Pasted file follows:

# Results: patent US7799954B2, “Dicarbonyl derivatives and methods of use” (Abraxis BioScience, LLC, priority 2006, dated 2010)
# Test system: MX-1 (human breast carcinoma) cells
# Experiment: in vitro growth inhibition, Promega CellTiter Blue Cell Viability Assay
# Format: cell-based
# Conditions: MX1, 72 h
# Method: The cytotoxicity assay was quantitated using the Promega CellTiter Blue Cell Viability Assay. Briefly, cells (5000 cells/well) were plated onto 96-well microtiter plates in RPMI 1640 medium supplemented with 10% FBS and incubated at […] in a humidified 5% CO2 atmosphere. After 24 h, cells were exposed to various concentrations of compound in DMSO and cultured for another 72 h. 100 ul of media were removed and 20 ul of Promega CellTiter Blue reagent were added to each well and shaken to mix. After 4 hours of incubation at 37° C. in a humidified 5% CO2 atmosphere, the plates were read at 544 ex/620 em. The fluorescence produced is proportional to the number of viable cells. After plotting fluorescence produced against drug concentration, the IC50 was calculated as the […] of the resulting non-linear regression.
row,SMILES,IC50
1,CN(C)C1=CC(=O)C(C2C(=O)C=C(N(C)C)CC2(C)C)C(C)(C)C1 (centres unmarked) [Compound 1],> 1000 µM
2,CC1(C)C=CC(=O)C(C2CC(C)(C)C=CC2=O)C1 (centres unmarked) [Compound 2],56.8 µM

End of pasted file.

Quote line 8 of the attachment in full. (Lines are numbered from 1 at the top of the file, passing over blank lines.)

1,CN(C)C1=CC(=O)C(C2C(=O)C=C(N(C)C)CC2(C)C)C(C)(C)C1 (centres unmarked) [Compound 1],> 1000 µM